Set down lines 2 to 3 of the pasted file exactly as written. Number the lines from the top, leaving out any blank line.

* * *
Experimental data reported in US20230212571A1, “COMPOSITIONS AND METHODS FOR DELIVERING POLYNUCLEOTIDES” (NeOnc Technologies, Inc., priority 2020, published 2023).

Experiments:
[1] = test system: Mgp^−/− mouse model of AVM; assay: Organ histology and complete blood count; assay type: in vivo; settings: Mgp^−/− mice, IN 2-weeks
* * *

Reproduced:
Experiments:
[1] = test system: Mgp^−/− mouse model of AVM; assay: Organ histology and complete blood count; assay type: in vivo; settings: Mgp^−/− mice, IN 2-weeks